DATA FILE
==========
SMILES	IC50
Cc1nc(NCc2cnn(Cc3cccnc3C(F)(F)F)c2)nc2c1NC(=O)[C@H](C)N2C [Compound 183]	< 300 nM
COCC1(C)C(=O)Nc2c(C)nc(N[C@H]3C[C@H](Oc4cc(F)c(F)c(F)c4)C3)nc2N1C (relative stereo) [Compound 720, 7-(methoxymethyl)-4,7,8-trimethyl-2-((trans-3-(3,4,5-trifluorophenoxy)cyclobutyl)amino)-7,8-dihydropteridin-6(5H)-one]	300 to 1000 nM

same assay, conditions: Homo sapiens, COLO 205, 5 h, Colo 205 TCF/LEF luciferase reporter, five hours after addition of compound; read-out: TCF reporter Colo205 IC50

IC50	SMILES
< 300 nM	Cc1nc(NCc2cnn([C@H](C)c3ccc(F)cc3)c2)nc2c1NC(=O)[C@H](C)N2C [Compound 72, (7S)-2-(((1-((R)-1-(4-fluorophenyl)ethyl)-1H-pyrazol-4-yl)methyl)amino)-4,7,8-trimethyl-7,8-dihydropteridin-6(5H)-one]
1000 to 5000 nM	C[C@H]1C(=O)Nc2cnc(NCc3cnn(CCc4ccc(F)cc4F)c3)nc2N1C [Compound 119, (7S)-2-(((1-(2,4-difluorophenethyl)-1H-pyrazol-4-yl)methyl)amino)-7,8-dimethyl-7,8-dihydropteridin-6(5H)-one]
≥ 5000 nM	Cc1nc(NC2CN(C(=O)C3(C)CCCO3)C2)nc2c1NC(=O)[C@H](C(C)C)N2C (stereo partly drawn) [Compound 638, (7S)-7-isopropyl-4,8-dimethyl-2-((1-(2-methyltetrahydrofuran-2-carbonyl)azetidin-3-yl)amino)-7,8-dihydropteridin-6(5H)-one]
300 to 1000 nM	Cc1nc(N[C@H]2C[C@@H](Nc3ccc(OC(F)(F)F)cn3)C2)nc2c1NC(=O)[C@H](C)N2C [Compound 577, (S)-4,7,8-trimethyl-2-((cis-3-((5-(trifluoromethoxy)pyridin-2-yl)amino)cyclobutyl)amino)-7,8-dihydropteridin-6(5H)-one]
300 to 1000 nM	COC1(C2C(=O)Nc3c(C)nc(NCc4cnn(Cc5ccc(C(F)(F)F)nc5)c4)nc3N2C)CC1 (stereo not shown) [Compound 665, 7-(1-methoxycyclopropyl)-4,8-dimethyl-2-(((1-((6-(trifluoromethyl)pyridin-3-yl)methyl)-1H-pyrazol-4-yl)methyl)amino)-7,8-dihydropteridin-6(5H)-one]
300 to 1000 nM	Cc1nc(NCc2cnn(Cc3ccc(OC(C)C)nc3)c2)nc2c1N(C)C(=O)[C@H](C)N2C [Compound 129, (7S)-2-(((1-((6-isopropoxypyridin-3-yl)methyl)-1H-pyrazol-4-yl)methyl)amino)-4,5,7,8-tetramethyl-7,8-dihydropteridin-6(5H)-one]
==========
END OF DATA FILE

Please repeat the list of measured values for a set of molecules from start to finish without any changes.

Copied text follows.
SMILES	IC50
Cc1nc(NCc2cnn(Cc3cccnc3C(F)(F)F)c2)nc2c1NC(=O)[C@H](C)N2C [Compound 183]	< 300 nM
COCC1(C)C(=O)Nc2c(C)nc(N[C@H]3C[C@H](Oc4cc(F)c(F)c(F)c4)C3)nc2N1C (relative stereo) [Compound 720, 7-(methoxymethyl)-4,7,8-trimethyl-2-((trans-3-(3,4,5-trifluorophenoxy)cyclobutyl)amino)-7,8-dihydropteridin-6(5H)-one]	300 to 1000 nM

same assay, conditions: Homo sapiens, COLO 205, 5 h, Colo 205 TCF/LEF luciferase reporter, five hours after addition of compound; read-out: TCF reporter Colo205 IC50

IC50	SMILES
< 300 nM	Cc1nc(NCc2cnn([C@H](C)c3ccc(F)cc3)c2)nc2c1NC(=O)[C@H](C)N2C [Compound 72, (7S)-2-(((1-((R)-1-(4-fluorophenyl)ethyl)-1H-pyrazol-4-yl)methyl)amino)-4,7,8-trimethyl-7,8-dihydropteridin-6(5H)-one]
1000 to 5000 nM	C[C@H]1C(=O)Nc2cnc(NCc3cnn(CCc4ccc(F)cc4F)c3)nc2N1C [Compound 119, (7S)-2-(((1-(2,4-difluorophenethyl)-1H-pyrazol-4-yl)methyl)amino)-7,8-dimethyl-7,8-dihydropteridin-6(5H)-one]
≥ 5000 nM	Cc1nc(NC2CN(C(=O)C3(C)CCCO3)C2)nc2c1NC(=O)[C@H](C(C)C)N2C (stereo partly drawn) [Compound 638, (7S)-7-isopropyl-4,8-dimethyl-2-((1-(2-methyltetrahydrofuran-2-carbonyl)azetidin-3-yl)amino)-7,8-dihydropteridin-6(5H)-one]
300 to 1000 nM	Cc1nc(N[C@H]2C[C@@H](Nc3ccc(OC(F)(F)F)cn3)C2)nc2c1NC(=O)[C@H](C)N2C [Compound 577, (S)-4,7,8-trimethyl-2-((cis-3-((5-(trifluoromethoxy)pyridin-2-yl)amino)cyclobutyl)amino)-7,8-dihydropteridin-6(5H)-one]
300 to 1000 nM	COC1(C2C(=O)Nc3c(C)nc(NCc4cnn(Cc5ccc(C(F)(F)F)nc5)c4)nc3N2C)CC1 (stereo not shown) [Compound 665, 7-(1-methoxycyclopropyl)-4,8-dimethyl-2-(((1-((6-(trifluoromethyl)pyridin-3-yl)methyl)-1H-pyrazol-4-yl)methyl)amino)-7,8-dihydropteridin-6(5H)-one]
300 to 1000 nM	Cc1nc(NCc2cnn(Cc3ccc(OC(C)C)nc3)c2)nc2c1N(C)C(=O)[C@H](C)N2C [Compound 129, (7S)-2-(((1-((6-isopropoxypyridin-3-yl)methyl)-1H-pyrazol-4-yl)methyl)amino)-4,5,7,8-tetramethyl-7,8-dihydropteridin-6(5H)-one]